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Religion and society in the parish of Halifax, c. 1740-1914

Hargreaves, John A. (1991) Religion and society in the parish of Halifax, c. 1740-1914. Doctoral thesis, Huddersfield Polytechnic.

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    Abstract

    Most recent studies of religion and society have focussed on
    the period from c. 1880 to 1914, basing their investigations
    upon late-Victorian newspaper censuses of churchgoing. This
    thesis aims to study the development of religion in its
    economic and social context in a large northern industrial
    parish over a longer period of time from c. 1740 to 1914. In
    religious terms this period extends from the mid-eighteenth
    century Evangelical Revival to the decline of organised
    religion in the early twentieth century. In economic and
    social terms the period is characterised by the transformation
    of the parish from a semi-rural, proto-industrial society
    dominated by a relatively small but expanding market town, into
    a predominantly urban advanced industrial society dominated by
    a medium-sized textile manufacturing town and several smaller
    urban centres of textile production; supporting a wide
    diversity of associated industries and trades, but still
    containing within its boundaries sharply contrasting urban and
    semi-rural environments.

    The thesis aims to assess how religious expression within the
    parish of Halifax was affected by the changing economic and
    social environment, in particular the urban-industrial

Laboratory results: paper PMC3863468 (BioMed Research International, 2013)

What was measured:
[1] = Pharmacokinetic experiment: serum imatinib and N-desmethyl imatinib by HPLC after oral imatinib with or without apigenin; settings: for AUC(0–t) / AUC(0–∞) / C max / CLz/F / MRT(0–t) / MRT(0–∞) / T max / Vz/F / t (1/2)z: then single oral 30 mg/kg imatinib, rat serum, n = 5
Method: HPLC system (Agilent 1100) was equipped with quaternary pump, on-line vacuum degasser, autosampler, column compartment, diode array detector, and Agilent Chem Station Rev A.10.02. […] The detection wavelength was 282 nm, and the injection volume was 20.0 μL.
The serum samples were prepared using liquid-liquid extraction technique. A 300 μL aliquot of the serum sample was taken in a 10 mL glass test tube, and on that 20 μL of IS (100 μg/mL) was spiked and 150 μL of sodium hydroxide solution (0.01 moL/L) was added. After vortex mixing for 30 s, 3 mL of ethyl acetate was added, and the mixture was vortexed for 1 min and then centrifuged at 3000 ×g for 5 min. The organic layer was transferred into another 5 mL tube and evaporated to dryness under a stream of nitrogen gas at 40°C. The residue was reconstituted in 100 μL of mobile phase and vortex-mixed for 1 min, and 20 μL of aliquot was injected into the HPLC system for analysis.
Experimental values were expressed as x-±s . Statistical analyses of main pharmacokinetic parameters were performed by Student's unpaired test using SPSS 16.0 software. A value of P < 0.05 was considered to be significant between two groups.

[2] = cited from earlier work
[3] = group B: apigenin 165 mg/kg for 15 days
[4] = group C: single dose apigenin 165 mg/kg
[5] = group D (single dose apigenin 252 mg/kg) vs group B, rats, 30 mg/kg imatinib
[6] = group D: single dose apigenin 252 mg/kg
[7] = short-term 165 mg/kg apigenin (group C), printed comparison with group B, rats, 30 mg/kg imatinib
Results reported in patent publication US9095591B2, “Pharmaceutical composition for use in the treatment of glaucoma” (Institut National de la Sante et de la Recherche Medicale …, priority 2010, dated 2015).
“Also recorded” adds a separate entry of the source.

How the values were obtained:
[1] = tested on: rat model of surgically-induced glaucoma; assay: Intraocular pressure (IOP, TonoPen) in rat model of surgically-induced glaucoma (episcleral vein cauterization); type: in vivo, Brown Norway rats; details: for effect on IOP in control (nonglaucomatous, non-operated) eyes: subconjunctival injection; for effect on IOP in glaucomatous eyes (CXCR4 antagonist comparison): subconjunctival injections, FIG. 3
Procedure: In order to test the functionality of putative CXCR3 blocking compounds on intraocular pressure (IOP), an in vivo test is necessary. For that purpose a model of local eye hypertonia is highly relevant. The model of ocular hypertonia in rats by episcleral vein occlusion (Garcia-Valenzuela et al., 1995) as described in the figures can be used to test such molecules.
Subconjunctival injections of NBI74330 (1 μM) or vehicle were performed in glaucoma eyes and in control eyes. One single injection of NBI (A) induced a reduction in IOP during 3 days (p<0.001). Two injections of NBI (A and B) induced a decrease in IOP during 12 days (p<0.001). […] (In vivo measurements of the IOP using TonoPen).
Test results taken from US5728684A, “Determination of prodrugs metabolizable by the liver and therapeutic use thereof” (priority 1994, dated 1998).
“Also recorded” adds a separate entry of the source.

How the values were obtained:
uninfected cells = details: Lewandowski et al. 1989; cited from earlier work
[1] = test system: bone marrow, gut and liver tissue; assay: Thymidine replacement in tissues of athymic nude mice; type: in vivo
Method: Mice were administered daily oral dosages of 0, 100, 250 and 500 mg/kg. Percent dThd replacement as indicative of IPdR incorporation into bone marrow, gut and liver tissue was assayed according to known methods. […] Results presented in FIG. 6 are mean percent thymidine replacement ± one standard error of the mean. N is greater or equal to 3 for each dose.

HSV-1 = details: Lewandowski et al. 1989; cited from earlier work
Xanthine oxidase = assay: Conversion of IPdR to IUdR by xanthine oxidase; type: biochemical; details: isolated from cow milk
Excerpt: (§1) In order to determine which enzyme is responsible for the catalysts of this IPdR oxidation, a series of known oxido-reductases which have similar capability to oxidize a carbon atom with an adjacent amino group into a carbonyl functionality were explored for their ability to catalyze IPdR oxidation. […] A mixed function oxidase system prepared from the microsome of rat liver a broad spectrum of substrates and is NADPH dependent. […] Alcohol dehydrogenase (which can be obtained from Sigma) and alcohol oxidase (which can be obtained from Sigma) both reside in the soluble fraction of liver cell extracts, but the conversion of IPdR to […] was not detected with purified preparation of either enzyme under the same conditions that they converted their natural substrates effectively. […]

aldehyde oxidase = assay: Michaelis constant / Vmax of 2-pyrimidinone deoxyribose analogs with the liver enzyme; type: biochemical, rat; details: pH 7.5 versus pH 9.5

experience, and how religion helped shape the new urbanindustrial
    society during the period from the middle of the
    eighteenth century to the outbreak of the First World War. It
    argues that whilst the pessimistic view of a moribund Georgian
    Church of England can no longer be sustained by the Halifax
    evidence, the Established Church nevertheless lacked the
    logistical resources to respond effectively to the new urbanindustrial
    society as it emerged within the parish in the lateeighteenth
    and early-nineteenth centuries, providing an
    opportunity for the growth of Evangelical Nonconformity,
    especially Methodism. It maintains that Evangelical
    Nonconformity and an Anglican Church renewed by Evangelical
    incumbencies during the period 1790-1827 and reformed as a consequence of national legislation in the 1840s played a vital
    role within the expanding urban-industrial society, surviving
    the experience of industrialisation and urbanisation and
    displaying a remarkable vibrancy, despite underlying downward
    trends in churchgoing in the late-Victorian era. It suggests
    that the causes of the decline of organised religion during
    this period were complex, but related more to the onset of
    industrial-urban stagnation and decline than to the experience
    of industrial-urban expansion.

    Item Type: Thesis (Doctoral)
    Additional Information: EThOS Persistent ID uk.bl.ethos.293386
    Uncontrolled Keywords: History, Philosophy, Religion
    Subjects: B Philosophy. Psychology. Religion > B Philosophy (General)
    H Social Sciences > HN Social history and conditions. Social problems. Social reform
    B Philosophy. Psychology. Religion > BL Religion
    D History General and Old World > DA Great Britain
    Schools: School of Music, Humanities and Media
    Depositing User: Graham Stone
    Date Deposited: 03 Jun 2009 13:00
    Last Modified: 28 Jul 2010 19:37
    URI: http://eprints.hud.ac.uk/id/eprint/4606

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